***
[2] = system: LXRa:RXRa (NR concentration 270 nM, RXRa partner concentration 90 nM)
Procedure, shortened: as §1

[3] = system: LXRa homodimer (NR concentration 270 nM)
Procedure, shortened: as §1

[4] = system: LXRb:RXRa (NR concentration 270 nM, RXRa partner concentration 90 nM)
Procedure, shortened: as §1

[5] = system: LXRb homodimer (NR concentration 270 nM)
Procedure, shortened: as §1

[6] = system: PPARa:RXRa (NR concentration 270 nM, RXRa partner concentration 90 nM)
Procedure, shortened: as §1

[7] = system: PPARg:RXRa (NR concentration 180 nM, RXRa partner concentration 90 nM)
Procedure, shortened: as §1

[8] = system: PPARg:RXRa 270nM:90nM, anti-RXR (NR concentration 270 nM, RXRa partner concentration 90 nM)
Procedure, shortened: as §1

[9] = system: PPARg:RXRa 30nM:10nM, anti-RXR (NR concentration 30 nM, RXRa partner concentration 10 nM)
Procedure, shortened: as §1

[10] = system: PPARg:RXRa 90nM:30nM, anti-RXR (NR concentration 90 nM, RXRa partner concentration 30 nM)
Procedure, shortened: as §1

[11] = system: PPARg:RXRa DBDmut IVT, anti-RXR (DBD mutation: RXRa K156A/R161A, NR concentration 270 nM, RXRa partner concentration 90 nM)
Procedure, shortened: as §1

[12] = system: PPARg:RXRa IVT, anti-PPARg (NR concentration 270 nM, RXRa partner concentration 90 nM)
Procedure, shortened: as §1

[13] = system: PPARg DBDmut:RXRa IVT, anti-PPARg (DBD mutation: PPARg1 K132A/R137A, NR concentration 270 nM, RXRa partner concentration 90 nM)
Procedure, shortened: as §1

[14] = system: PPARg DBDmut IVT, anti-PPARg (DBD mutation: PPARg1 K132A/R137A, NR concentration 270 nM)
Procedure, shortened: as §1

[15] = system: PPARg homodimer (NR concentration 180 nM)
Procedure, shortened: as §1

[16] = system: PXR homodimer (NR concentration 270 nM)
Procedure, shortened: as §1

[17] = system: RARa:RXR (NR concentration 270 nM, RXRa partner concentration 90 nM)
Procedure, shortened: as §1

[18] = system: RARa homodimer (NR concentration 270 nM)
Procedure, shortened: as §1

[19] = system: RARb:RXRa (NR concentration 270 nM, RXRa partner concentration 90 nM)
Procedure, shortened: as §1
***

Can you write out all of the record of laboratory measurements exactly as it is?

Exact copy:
[2] = system: LXRa:RXRa (NR concentration 270 nM, RXRa partner concentration 90 nM)
Procedure, shortened: as §1

[3] = system: LXRa homodimer (NR concentration 270 nM)
Procedure, shortened: as §1

[4] = system: LXRb:RXRa (NR concentration 270 nM, RXRa partner concentration 90 nM)
Procedure, shortened: as §1

[5] = system: LXRb homodimer (NR concentration 270 nM)
Procedure, shortened: as §1

[6] = system: PPARa:RXRa (NR concentration 270 nM, RXRa partner concentration 90 nM)
Procedure, shortened: as §1

[7] = system: PPARg:RXRa (NR concentration 180 nM, RXRa partner concentration 90 nM)
Procedure, shortened: as §1

[8] = system: PPARg:RXRa 270nM:90nM, anti-RXR (NR concentration 270 nM, RXRa partner concentration 90 nM)
Procedure, shortened: as §1

[9] = system: PPARg:RXRa 30nM:10nM, anti-RXR (NR concentration 30 nM, RXRa partner concentration 10 nM)
Procedure, shortened: as §1

[10] = system: PPARg:RXRa 90nM:30nM, anti-RXR (NR concentration 90 nM, RXRa partner concentration 30 nM)
Procedure, shortened: as §1

[11] = system: PPARg:RXRa DBDmut IVT, anti-RXR (DBD mutation: RXRa K156A/R161A, NR concentration 270 nM, RXRa partner concentration 90 nM)
Procedure, shortened: as §1

[12] = system: PPARg:RXRa IVT, anti-PPARg (NR concentration 270 nM, RXRa partner concentration 90 nM)
Procedure, shortened: as §1

[13] = system: PPARg DBDmut:RXRa IVT, anti-PPARg (DBD mutation: PPARg1 K132A/R137A, NR concentration 270 nM, RXRa partner concentration 90 nM)
Procedure, shortened: as §1

[14] = system: PPARg DBDmut IVT, anti-PPARg (DBD mutation: PPARg1 K132A/R137A, NR concentration 270 nM)
Procedure, shortened: as §1

[15] = system: PPARg homodimer (NR concentration 180 nM)
Procedure, shortened: as §1

[16] = system: PXR homodimer (NR concentration 270 nM)
Procedure, shortened: as §1

[17] = system: RARa:RXR (NR concentration 270 nM, RXRa partner concentration 90 nM)
Procedure, shortened: as §1

[18] = system: RARa homodimer (NR concentration 270 nM)
Procedure, shortened: as §1

[19] = system: RARb:RXRa (NR concentration 270 nM, RXRa partner concentration 90 nM)
Procedure, shortened: as §1